Kapos: How Ivanka Trump teamed up with a Chicago jeweler

SHARE Kapos: How Ivanka Trump teamed up with a Chicago jeweler

Ivanka Trump with Jerry Bern, owner of Marshall Pierce & Co. | Provided photo

Ivanka Trump has her own business connection to Chicago, separate from her father Donald Trump‘s Trump International Hotel & Tower.

She sells her jewelry line through Marshall Pierce & Co. at the north end of the Mag Mile. It’s the only independent jewelry store in Chicago to sell the high-end collection.

The business relationship came about through the efforts of Marshall Pierce owner Jerry Bern, who remembers watching construction of Trump Tower. Bern had a store at Michigan Avenue and Wacker Drive, which offered a clear view of the level-by-level progress as the high-rise went up.

Bern knew Ivanka Trump was a style maven with an up-and-coming jewelry line, so he set out to get her jewelry in his store.

He wrote to her office, went to visit her representatives in New York and by coincidence, he says, bumped into her once as she walked through O’Hare International Airport.

Ivanka Trump visited Chicago often in those days as she helped with the tower’s design; she’s been credited, for example, with the elegant wine presentation in Sixteen restaurant.

Bern was impressed that she wasn’t surrounded by “people” when she got off the plane that day. She was even pulling her own luggage, he says.

His persistence worked, and in 2010 Trump teamed with Marshall Pierce to showcase her sophisticated diamond rings, necklaces and onyx earrings.

“Her jewelry is a great fit for our customers,” says Bern, whose family has been running Marshall Pierce for 48 years. His father, a watchmaker, bought the store from the original owner, Pierce, who opened the store in 1898.

For decades, it was located in the Heyworth Building in the jewelry district. It opened a second shop at Michigan and Wacker about 10 years ago, and then last year consolidated both stores into one location at Michigan and Oak.

Ivanka Trump is scheduled to attend a cocktail party Wednesday in Chicago to raise money for her billionaire father’s presidential campaign.

Bern doesn’t expect she’ll stop by the store. “She has before,” he says. “But she’s busy these days.”

Will there be pop at Preckwinkle’s fundraiser?

Cook County Board President Toni Preckwinkle

Toni Preckwinkle

Sun-Times file photo

Supporters of Cook County Board President Toni Preckwinkle will gather Sept. 29 for the “Women for Toni” political fundraiser.

Tickets range from $100 to $5,000; checks can be made out to “Preckwinkle for President.”

I wonder if soft drinks will be on the menu given Preckwinkle’s mulling a tax on the sugary drinks? This old-school Democratic crowd may prefer something more old-school, anyway. How about an Old Fashioned?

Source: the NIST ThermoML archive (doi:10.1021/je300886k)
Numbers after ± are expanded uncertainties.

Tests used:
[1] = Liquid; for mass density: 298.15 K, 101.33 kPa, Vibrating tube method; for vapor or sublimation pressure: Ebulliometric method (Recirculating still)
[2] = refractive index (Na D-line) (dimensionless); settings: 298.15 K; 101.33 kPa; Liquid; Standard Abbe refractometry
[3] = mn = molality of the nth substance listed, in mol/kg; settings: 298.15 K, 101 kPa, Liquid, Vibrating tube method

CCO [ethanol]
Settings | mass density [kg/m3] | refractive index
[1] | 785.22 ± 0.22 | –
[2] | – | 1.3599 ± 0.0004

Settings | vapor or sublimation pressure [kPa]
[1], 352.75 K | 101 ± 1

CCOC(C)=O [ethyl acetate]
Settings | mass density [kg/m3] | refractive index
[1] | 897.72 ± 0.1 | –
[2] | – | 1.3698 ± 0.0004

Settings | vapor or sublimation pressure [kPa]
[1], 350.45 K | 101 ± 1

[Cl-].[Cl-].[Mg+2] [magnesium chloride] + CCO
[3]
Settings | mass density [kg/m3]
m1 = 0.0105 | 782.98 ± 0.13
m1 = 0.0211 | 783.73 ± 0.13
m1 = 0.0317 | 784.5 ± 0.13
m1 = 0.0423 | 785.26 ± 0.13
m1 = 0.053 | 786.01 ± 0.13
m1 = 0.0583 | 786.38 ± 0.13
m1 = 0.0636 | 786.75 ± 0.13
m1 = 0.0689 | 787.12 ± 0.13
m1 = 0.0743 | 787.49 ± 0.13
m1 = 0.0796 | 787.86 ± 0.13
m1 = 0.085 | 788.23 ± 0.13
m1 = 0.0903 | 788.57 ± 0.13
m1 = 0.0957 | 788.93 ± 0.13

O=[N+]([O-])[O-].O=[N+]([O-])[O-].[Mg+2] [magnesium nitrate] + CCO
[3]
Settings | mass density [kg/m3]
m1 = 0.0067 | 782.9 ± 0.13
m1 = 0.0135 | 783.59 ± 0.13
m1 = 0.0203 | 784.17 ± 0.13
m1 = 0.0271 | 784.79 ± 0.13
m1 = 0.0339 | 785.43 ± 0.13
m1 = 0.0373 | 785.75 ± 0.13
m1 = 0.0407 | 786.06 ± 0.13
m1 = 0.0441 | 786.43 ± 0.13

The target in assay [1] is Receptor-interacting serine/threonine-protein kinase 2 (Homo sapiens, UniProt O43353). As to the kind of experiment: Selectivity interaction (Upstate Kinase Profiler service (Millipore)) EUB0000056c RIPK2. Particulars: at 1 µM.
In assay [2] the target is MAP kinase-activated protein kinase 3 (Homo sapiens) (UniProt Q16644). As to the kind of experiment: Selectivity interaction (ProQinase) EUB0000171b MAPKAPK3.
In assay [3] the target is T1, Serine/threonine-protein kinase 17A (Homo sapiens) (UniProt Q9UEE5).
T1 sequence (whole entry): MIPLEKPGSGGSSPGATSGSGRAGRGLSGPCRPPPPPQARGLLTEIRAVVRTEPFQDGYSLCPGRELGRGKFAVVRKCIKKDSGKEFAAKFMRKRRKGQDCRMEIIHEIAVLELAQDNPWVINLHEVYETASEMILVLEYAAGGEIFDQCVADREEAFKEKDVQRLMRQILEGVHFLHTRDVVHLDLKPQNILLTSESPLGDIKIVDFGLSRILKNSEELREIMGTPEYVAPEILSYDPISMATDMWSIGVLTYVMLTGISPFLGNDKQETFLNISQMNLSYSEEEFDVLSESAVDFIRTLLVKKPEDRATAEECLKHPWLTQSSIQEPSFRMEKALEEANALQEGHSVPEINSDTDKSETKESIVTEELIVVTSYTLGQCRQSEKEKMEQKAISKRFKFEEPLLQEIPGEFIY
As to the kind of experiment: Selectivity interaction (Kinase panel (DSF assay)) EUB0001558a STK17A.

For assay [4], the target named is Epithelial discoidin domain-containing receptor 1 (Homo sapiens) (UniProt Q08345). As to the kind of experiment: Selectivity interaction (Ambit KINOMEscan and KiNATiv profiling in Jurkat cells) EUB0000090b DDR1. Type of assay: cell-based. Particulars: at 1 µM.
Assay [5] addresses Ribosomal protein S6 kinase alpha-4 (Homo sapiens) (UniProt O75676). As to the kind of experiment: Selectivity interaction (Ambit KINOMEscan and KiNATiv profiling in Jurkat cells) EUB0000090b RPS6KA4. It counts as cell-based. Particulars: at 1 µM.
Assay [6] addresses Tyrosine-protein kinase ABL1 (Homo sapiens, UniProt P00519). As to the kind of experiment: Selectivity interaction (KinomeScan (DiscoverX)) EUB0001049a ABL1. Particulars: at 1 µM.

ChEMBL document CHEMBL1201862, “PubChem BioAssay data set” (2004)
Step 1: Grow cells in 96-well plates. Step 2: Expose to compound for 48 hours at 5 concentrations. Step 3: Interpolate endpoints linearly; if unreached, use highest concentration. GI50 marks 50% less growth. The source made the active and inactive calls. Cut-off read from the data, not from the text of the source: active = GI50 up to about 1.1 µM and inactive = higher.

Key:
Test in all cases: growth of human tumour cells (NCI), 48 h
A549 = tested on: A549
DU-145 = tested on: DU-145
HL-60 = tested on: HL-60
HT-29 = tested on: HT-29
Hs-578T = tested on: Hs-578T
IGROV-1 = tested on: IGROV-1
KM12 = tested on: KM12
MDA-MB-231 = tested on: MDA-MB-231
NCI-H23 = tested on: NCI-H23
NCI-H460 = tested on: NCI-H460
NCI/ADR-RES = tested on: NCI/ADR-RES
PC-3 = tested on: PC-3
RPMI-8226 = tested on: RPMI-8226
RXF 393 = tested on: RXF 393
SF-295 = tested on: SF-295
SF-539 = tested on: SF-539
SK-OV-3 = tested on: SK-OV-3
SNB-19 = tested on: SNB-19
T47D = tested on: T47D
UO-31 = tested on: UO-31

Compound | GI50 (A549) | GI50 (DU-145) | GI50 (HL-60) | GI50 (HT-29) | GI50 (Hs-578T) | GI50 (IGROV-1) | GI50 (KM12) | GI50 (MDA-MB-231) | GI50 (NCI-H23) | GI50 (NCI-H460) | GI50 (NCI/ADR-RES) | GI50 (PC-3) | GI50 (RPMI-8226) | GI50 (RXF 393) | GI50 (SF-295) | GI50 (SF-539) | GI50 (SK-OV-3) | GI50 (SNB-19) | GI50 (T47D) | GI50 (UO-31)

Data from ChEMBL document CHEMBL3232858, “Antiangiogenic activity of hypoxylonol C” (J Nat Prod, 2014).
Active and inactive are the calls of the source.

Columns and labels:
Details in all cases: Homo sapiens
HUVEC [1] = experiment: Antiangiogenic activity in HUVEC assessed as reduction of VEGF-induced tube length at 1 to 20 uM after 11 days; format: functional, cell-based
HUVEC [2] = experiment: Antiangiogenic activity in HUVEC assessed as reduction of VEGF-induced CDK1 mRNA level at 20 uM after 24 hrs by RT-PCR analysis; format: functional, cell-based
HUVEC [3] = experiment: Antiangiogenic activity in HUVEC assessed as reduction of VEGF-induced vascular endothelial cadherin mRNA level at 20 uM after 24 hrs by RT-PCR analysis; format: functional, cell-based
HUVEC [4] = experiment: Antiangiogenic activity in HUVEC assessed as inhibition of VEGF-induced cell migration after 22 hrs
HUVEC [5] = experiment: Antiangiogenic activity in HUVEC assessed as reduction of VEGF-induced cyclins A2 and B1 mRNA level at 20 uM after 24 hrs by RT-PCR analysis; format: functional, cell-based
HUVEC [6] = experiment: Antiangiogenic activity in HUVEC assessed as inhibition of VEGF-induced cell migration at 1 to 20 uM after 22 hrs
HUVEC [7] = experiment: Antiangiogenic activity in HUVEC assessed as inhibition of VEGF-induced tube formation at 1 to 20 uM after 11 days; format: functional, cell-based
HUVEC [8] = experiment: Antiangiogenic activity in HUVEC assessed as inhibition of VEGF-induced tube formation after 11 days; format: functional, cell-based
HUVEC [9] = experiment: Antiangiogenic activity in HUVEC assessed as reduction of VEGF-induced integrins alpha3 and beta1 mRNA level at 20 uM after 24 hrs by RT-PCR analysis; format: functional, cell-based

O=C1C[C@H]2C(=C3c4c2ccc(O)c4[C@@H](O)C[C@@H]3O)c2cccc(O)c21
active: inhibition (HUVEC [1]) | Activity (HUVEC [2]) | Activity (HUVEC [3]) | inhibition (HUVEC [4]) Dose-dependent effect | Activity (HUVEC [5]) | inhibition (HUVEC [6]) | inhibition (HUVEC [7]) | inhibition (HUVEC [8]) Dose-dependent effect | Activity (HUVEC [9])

Among organizers are Roula Alakiotou, Family Focus founder Bernice Weissbourd and Christy Webber Landscapes owner Christy Webber.

Deborah Quazzo’s impact on education

Deborah Quazzo | Shia Kapos for the Sun-Times

Deborah Quazzo | Shia Kapos for the Sun-Times

Deborah Quazzo stepped down from Chicago Public Schools a few years ago, but she hasn’t left the education space.

This week, she’ll be honored by the Golden Apple Foundation, which mentors college students going into teaching and trains current teachers. The group was founded by retired businessman Mike Koldyke. Quazzo will receive the inaugural impact award for her work, which spans beyond Chicago.

She’s managing partner of GSV Acceleration, a venture capital fund that invests in entrepreneurs and companies focused on education. It recently teamed up, for example, with a firm that uses Angry Bird-like graphics to teach math. Quazzo calls it “stealth learning.”

Her company also puts on a wonky talkfest in California for entrepreneurs and education leaders. Khan Academy founder Sal Khan, billionaire Bill Gates and Common, the hip-hop artist who runs Common Ground Foundation, have all taken part.

In Chicago, Quazzo, an avid Soul Cycler and theater-goer, works behind the scenes in funding charter schools and other nonprofits. She’s also helped raise funds to help care for Tavon Tanner, the 10-year-old shot while standing on his front porch last summer. “We don’t want him to be forgotten,” she says.

A former rugby player says board work can be brutal

Chanel Coney | Provided photo

Chanel Coney | Provided photo

Chanel Coney played rugby for Princeton University — a cakewalk, she says, compared with the hard work required to lead a nonprofit board.

That, Coney says, is “a full-court press, full-energy type of commitment every day,” especially for a small organization like Congo Square Theatre, which just a few years ago was drowning in debt.

Coney, a business development associate at GCM Grosvenor financial company, is board chair of Congo Square and has helped turn the theater around financially.

On Wednesday it will honor Hollywood actor and Chicago native Harry Lennix (co-star of “The Blacklist”) and Laysha Ward, an executive vice president at Target and graduate of the University of Chicago.

Coney is a familiar name in town. Her father is Les Coney, the Mesirow Financial executive who serves on numerous cultural boards and was a founding board member of Congo Square Theatre. He’s shared insights with his daughter, but she’s been the force behind Congo Square’s transformation.

Along with starting an annual gala last year, the younger Coney beefed up the board from four to 15 members. With a nearly $40,000 debt erased, there’s a renewed emphasis now on the craft of staging plays.

Read more Taking Names at shiakapos.com.

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